Time, in the ‘Town of Books’
Tags: Black Mountains, book shops, Brecon Beacons, Brecon Beacons National Park, Broad Street, Captain Brown, clock tower, Dulas Brook, Great Britain, Hay-on-Wye, National Park, Powys, River Wye, Wales
The tiny Welsh town of Hay-on-Wye, in the county of Powys, seems to be asleep in the warm sunshine, yet in Middle Ages this was the site of fierce fighting, castle sieges and border wars. Yes, England lies just on the other side of the Dulas Brook – which flows into the River Wye – and this whole area formed part of what was known as the Welsh Marches to the invading Normans. The Marches (Y Mers), were granted to group of noblemen called ‘Marcher Lords’ by the King, in order that they might form a buffer zone against the war-like Welsh. If you were a Marcher Lord, you owed allegiance to the King, but ruled your piece of territory with absolute powers; you enforced the laws and made them, too. This situation existed until 1536, when King Henry VIII (yes, THAT Henry) removed those powers and incorporated the territory into a unified kingdom of England & Wales.
Since the area around Hay was in a great turmoil when Norman forces under William fitz Osbern penetrated this part of Wales in 1070 AD, a motte and bailey castle was erected as soon as possible to protect the river crossing and the border, which runs almost due north and south. Unlike the usual situation, were the ‘temporary’ motte and bailey was replaced by a more permanent stone structure on the same site, the original castle was abandoned, and a new four-storey keep was erected in another part of the little town in approximately 1200 AD.
Hay – it only became Hay-on-Wye (Y Gelli Gandryll) in 1948 – eventually settled down to a quiet, agricultural existence, with local Hereford cattle fattened for the market, and not much excitement in this corner of what is now the Brecon Beacons National Park. The closest city, Hereford, 22 miles away on the English side of the border could hardly be described as a bustling metropolis itself! Wars came and wars went through the centuries, but other than local men who marched away to join the fighting (and sometimes did not march back), Hay continued its sleepy way.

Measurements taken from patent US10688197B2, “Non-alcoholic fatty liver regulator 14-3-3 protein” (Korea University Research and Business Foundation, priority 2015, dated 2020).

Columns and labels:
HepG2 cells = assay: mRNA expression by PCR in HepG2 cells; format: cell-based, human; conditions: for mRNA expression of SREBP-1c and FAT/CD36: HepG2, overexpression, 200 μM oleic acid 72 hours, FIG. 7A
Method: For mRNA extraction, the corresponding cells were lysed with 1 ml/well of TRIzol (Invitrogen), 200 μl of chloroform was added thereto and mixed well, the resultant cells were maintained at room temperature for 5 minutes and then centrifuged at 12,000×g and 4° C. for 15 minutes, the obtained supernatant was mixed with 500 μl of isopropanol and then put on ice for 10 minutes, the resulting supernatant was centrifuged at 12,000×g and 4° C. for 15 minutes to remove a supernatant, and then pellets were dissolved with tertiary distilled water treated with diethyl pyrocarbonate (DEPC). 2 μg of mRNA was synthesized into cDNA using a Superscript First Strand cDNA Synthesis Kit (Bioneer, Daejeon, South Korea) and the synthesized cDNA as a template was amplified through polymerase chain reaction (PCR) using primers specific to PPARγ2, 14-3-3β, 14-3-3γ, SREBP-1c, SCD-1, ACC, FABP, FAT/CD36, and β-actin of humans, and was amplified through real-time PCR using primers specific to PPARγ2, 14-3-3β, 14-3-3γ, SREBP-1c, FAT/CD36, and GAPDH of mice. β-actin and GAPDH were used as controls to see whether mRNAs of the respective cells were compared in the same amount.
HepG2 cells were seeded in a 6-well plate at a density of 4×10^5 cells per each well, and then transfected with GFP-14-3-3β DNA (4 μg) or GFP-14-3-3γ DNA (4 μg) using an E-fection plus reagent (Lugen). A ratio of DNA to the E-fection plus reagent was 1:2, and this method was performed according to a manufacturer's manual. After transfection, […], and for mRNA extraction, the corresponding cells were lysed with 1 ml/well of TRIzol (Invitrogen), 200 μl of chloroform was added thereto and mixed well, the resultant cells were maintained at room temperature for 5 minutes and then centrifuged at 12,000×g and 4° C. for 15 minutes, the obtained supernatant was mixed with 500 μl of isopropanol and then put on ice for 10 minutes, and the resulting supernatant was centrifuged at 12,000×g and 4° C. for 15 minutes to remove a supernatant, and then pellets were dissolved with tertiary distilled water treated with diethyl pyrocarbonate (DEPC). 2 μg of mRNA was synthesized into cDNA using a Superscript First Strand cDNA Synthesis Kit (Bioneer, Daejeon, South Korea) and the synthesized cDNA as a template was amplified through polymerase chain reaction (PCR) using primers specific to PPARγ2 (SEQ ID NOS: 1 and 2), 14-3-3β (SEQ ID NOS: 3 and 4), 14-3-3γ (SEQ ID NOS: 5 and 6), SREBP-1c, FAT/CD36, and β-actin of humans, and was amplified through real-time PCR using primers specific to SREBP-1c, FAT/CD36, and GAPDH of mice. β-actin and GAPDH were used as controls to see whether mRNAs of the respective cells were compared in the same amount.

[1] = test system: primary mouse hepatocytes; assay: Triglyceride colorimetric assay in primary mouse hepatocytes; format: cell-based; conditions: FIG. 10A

By the 1660s a mansion had been built adjacent to the now-ruined castle keep, and was itself subject to a disastrous fire. In 1977, a local bookseller, Richard Booth, who had set up shop in remains of the mansion, declared himself ‘King of Hay’. This rather jocular declaration of independence generated massive publicity, and led to the eventual foundation of the Hay Festival, a ten day celebration of literature, which capitalized on the many second-hand bookstores – now around 30 – in the town. The Festival, now sponsored by the national newspaper, ‘The Daily Telegraph’, has become the defining achievement of this little community of just under 2,000, and is attended by up to 80,000 visitors. The total number of tourists to Hay is now a staggering half a million per year!
In 1884, the executors of one Captain Brown of Hay laid some ambitious plans regarding his bequest of a Town Clock to the community. Instead of a clock tower for the parish church which the good Captain had wanted, they devised a grandiose scheme for a large public hall, a corn exchange and a clock tower – but in the center of town, nowhere near the church! In the end, this all fell through, with the exception of the clock tower, which was erected at the corner of Broad Street and Belmont Road. Built to the design of architect J. C. Haddon, the structure is in High Victorian Gothic, with some nice flourishes, such as trefoil decoration and mock arrow slits, complete with oilettes at either end. The bellcote is surmounted by an elaborate weathervane, and the final cost came to no less than £600.
The townsfolk naturally seem to gravitate towards the four-faced clock, and many events either begin or end there. The local pack of foxhounds, the Golden Valley Hunt, which are based just across the river in England, meet regularly at the foot of the tower, usually on Boxing Day (26th December) a day which sees hunt meets all around the country. However, following the passage of the Hunting Act, 2004, the fox is now no longer the quarry, and the packs of hounds follow a laid scent trail. I have seen old photographs going back to 1905 of hunt gatherings at the base of the clock tower.
In 1911, there was a large gathering at Christmas time of district members of the Independent Order of Foresters, a fraternal society that provides members with insurance benefits and supports charitable works. In attendance was the Town Band, members wearing the sash of the Order, and four mounted ‘personages’, including Father Christmas! There was a goodly turnout, despite the snow covered streets.
The town was decked with flags when I visited, because it was at the time of the 2012 London Paralympics, which followed on from the highly successful Olympic Games. A local girl, Josie Pearson, was competing in the women’s discus, and as I sat down to a splendid lunch of ‘steak and kidney pudding’ in a local pub, she both broke the World Record, AND took the Gold Medal. The town went crazy, and by the time I had paid the bill and wandered out, one of the stores had already decorated a window with a representation of a gold medal and a message of congratulations!
Hay is a wonderful place, and I gnashed my teeth at the many books I could NOT buy due to weigh restrictions coming back across the Atlantic.
Bucket list, ladies and gentlemen!